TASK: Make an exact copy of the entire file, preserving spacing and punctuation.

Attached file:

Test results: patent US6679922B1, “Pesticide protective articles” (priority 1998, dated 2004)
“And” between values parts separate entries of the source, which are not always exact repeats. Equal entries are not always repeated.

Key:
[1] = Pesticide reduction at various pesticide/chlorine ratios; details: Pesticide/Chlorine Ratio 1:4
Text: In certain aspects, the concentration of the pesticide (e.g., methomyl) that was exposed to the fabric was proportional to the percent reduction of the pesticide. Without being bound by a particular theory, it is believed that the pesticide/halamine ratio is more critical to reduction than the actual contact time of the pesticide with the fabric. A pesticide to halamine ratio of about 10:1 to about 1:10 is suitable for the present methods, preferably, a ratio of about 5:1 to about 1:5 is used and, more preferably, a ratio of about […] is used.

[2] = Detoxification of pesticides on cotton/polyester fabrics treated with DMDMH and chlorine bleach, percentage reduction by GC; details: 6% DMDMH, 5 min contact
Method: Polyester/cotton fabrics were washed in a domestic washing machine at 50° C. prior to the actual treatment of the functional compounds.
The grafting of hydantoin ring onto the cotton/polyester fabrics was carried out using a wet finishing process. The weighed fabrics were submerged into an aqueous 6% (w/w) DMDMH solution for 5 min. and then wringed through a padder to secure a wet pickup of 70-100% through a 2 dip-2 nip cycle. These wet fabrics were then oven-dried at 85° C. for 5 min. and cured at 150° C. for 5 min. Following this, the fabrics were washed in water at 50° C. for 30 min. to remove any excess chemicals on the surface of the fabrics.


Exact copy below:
Test results: patent US6679922B1, “Pesticide protective articles” (priority 1998, dated 2004)
“And” between values parts separate entries of the source, which are not always exact repeats. Equal entries are not always repeated.

Key:
[1] = Pesticide reduction at various pesticide/chlorine ratios; details: Pesticide/Chlorine Ratio 1:4
Text: In certain aspects, the concentration of the pesticide (e.g., methomyl) that was exposed to the fabric was proportional to the percent reduction of the pesticide. Without being bound by a particular theory, it is believed that the pesticide/halamine ratio is more critical to reduction than the actual contact time of the pesticide with the fabric. A pesticide to halamine ratio of about 10:1 to about 1:10 is suitable for the present methods, preferably, a ratio of about 5:1 to about 1:5 is used and, more preferably, a ratio of about […] is used.

[2] = Detoxification of pesticides on cotton/polyester fabrics treated with DMDMH and chlorine bleach, percentage reduction by GC; details: 6% DMDMH, 5 min contact
Method: Polyester/cotton fabrics were washed in a domestic washing machine at 50° C. prior to the actual treatment of the functional compounds.
The grafting of hydantoin ring onto the cotton/polyester fabrics was carried out using a wet finishing process. The weighed fabrics were submerged into an aqueous 6% (w/w) DMDMH solution for 5 min. and then wringed through a padder to secure a wet pickup of 70-100% through a 2 dip-2 nip cycle. These wet fabrics were then oven-dried at 85° C. for 5 min. and cured at 150° C. for 5 min. Following this, the fabrics were washed in water at 50° C. for 30 min. to remove any excess chemicals on the surface of the fabrics.